Made with just three ingredients – quince paste is a traditional Christmas candy popular since the Victorian era.
Quince paste – also called quince candy, quince cheese and quince jelly candy – is an old-fashioned Christmas candy. It has a beautiful reddish color and tastes like a sweet version of quince jelly. It takes some time to make quince paste at home but it’s so worth it and you’ll only need three ingedients: quinces, sugar and lemon juice!
Victorian Quince Paste
‘If the full flavour of the quinces be desired, stew them sufficiently tender to press through a sieve […] in just water enough to about three parts cover them; when they are soft quite through lift them out, let them cool, and then pass them through a sieve;
reduce them to a dry paste over a very clear fire, and stir them constantly; then weigh the fruit, and mix it with an equal proportion of pounded sugar, […] and stir the paste without intermission until it is again so dry as to quit the pan and adhere to the spoon in one large ball; press it into shallow pans or dishes; cut it, as soon as cold, into small squares, and should they seem to require it, dry them with a very gentle degree of heat, and when they are again cold store them in tin cases with well-dried foolscap paper between them:
the paste may be moulded, when more convenient, and kept until it is wanted for table, in a very dry place. In France, where the fruit is admirably confected, the páte de coigns, or quince paste, is somewhat less boiled than we have directed, and dried afterwards in the sun, or in an extremely gentle oven, in square tin frames, about an inch and a half deep, placed upon clean slates.’ (Modern Cookery, 1845)
Homemade Quince Paste
- 1kg quince puree (about 10 quinces)
- 750g – 1kg sugar
- juice of 1 lemon
Wash and quarter the quinces. Put the quinces (with cores and skins) into a saucepan and half cover with water. Simmer the quinces until they soften – it takes about 30 minutes – then pour off the quince juice (you don’t need the juice for the quince paste) and strain the quinces through a sieve.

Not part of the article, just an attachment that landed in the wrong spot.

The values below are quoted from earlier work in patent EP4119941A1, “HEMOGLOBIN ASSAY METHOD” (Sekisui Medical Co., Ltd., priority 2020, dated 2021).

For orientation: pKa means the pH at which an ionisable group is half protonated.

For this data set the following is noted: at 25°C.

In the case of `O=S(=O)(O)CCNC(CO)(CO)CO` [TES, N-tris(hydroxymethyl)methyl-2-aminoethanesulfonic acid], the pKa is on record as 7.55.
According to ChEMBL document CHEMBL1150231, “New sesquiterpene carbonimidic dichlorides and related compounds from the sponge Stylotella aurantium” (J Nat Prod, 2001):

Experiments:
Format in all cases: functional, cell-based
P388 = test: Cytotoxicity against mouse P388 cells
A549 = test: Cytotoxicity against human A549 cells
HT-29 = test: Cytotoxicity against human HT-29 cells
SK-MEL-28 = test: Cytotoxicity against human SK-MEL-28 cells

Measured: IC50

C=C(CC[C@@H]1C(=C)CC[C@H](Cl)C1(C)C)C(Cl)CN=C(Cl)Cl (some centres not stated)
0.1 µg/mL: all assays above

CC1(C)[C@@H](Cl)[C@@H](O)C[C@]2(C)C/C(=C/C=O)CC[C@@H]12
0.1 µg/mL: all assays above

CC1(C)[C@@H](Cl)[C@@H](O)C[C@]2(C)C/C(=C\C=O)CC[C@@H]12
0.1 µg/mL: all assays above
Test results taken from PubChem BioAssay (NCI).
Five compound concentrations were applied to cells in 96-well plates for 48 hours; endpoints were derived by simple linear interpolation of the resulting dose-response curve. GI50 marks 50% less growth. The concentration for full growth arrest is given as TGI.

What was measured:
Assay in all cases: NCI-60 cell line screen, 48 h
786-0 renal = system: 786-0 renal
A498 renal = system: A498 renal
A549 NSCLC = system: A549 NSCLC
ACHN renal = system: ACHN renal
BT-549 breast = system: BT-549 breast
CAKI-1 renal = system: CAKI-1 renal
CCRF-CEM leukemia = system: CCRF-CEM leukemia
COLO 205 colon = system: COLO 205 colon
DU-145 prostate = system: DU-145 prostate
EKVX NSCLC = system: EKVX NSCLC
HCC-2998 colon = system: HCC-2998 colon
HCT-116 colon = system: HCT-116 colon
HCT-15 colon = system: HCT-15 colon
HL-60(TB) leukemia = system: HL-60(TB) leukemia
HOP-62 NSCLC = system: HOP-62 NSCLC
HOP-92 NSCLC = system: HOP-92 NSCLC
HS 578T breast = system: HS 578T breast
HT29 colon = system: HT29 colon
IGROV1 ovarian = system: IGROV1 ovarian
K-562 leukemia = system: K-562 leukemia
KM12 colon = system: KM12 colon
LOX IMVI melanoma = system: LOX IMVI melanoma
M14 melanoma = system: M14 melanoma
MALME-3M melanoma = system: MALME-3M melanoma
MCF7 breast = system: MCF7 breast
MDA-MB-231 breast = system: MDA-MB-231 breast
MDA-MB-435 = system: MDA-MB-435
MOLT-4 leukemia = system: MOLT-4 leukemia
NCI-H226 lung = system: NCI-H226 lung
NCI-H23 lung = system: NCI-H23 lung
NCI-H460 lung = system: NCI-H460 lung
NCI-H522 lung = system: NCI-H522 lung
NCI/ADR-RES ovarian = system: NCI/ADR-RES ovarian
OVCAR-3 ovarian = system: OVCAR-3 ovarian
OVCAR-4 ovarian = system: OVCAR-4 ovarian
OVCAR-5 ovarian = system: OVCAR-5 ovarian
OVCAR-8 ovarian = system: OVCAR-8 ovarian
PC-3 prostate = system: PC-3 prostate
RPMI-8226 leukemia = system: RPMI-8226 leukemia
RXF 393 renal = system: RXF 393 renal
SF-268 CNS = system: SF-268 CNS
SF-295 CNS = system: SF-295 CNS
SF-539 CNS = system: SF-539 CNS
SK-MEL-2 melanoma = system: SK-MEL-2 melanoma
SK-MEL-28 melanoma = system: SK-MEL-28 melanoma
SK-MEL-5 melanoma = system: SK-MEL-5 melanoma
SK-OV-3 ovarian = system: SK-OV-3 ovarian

Combine quince puree, sugar and fresh lemon juice in a saucepan. Lemon juice turns the quince paste reddish – even if the color change isn’t as amazing as the color change of the Victorian rose jelly. While constantly stirring, cook the quince paste for about 30 minutes to 1 hour until very thick – it’s ready when a spoon drawn through the quince paste leaves a trail.
Spread out the quince paste on baking paper or an oiled plate. Let it dry at room temperature for 2 or 3 days. Then cut the quince paste into squares or diamonds and coat the squares with sugar.
14 thoughts on “Victorian Quince Paste – Homemade Quince Jelly Candy”
Lina, I can’t wait to try this! Pinning to my Historical Cooking board.
Thanks for pinning, Jean! 🙂
This is so interesting! Do you know why it is a Christmas candy. My quinces bear fruit in the springtime!
Thanks, Lisa! Here the quinces are ripe in October and November and you can usually buy them in November and December.
The Spanish let the quince paste gel and slice it. They call it membrillo and it’s awesome with a sheep’s milk cheese. It wouldn’t surprise me if they make a candy, too. I will have to keep an eye out. Thank’s for sharing with us a Creatively Crafty.
Thanks for stopping by, Lydia!
I was just looking for a recipe for “ate de membrillo” as mentioned by Lydia, so this post is just perfect, thank you so much for sharing!
Thanks, Irene! I’m glad you like it!
oh so yummy so love the fact that it is all natural thanks for sharing
Wow! Thanks for sharing at Fiesta Friday – I would never have even considered making my own! They look great!
Thanks for stopping by, Rita!
I have never had quince, but your candy looks so delicious I think I need to try it! Thanks for sharing at the What’s for Dinner party! Have a fantastic week.